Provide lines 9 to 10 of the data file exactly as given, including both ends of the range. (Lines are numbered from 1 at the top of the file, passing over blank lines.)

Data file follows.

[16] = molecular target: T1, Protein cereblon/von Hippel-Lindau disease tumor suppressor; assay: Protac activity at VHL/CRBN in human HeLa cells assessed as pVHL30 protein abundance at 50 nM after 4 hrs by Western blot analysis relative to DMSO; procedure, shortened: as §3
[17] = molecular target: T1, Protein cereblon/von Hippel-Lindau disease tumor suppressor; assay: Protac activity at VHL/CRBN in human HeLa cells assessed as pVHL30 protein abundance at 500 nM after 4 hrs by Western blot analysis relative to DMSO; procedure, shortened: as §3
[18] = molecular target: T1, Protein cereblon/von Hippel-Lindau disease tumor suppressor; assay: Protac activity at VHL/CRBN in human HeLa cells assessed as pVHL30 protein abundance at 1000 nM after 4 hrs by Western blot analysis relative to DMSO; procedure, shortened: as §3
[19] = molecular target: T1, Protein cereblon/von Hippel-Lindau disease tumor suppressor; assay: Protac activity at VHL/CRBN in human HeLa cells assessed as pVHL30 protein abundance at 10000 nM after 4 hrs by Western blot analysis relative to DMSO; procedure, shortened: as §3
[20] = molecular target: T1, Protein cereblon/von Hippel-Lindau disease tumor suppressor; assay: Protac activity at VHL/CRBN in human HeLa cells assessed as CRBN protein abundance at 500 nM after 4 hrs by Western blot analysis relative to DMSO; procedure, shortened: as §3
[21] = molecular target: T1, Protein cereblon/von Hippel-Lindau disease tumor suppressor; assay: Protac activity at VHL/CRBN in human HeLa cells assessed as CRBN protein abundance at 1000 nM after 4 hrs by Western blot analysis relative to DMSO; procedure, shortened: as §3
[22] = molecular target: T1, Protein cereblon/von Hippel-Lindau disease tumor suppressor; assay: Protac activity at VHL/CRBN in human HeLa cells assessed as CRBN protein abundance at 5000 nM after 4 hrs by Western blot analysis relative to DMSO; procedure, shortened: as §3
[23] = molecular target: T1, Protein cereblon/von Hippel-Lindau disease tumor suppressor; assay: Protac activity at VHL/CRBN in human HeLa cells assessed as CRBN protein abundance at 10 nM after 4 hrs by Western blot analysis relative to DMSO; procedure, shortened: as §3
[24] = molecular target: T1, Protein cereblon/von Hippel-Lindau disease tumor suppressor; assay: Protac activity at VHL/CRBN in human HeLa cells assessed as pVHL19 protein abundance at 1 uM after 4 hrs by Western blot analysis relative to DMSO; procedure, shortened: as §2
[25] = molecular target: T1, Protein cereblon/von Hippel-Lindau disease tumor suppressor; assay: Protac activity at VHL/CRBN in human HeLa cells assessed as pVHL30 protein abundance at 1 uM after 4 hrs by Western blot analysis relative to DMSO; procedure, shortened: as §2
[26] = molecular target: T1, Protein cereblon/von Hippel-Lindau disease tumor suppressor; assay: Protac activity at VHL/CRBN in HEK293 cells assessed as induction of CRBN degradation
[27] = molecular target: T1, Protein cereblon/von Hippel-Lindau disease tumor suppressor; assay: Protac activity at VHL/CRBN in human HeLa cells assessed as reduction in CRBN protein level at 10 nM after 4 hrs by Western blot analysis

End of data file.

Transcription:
[24] = molecular target: T1, Protein cereblon/von Hippel-Lindau disease tumor suppressor; assay: Protac activity at VHL/CRBN in human HeLa cells assessed as pVHL19 protein abundance at 1 uM after 4 hrs by Western blot analysis relative to DMSO; procedure, shortened: as §2
[25] = molecular target: T1, Protein cereblon/von Hippel-Lindau disease tumor suppressor; assay: Protac activity at VHL/CRBN in human HeLa cells assessed as pVHL30 protein abundance at 1 uM after 4 hrs by Western blot analysis relative to DMSO; procedure, shortened: as §2